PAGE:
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diehard_idol.jpgLive Free or Die Hard” is really fun. It’s got action, cast, plot (though sometimes implausible), humor and, well, just more and more action. But what really makes the movie is the authenticity and likeability of Bruce Willis’s John McClane, an ordinary cop who reminds us all of our desire to accomplish great things against great odds–and the fun of making friends as we do it.
Willis has almost always been a likeable actor playing in good guy roles, so much so that his turn as “The Jackal” was hard for his audience to take. But as his classic John McClane he transcends the Willis persona and stands as the character who is the best of Bruce, bringing inspiration with a wink, and comedy with just a dry one-liner. And in each film, he brings the element of a friendship with an unlikely ally, as Justin Long’s Matt Farrell joins Reginald Veljohnson’s Sgt. Al Powell, Dennis Franz’s Capt. Carmine Lorenzo, and Samuel Jackson’s Zeus Carver as the friends in combat.
The fourth film of the series reunites us not only with a friend from the past, but also with an older style of making movies. It’s more authentic with limited computer effects and more close-ups since Willis does a lot of his own stunts. Instead of a movie that tries to hide his age, he takes punches, gets hurt a lot, and usually looks pretty vulnerable. He deals with his adolescent daughter Lucy, who won’t talk to him and who’s changed her name from his (perhaps a nod to the first “Die Hard,” when his wife did the same.) He gets banged up, cut up, and never really looks like he’s gonna make it. Missing from this one was only the accidental nature of McClane showing up at the Nakatomi towers (“Die Hard”) or New York airport (“Die Hard 2: Die Harder”).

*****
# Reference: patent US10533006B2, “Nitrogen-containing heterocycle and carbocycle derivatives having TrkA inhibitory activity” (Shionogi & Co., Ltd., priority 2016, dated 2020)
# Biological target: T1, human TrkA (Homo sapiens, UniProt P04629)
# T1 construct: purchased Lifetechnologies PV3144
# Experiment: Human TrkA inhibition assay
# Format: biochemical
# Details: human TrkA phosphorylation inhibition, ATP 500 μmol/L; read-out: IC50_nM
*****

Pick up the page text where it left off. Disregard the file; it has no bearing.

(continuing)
McClane isn’t just an everyman cop, but an everyman. There are cops–as well as firefighters, military and many others–still living and working in their own daily dramas into their 50’s, so Willis’s antics at the age of 52 are an encouragement. Like an old friend, John McClane is back.

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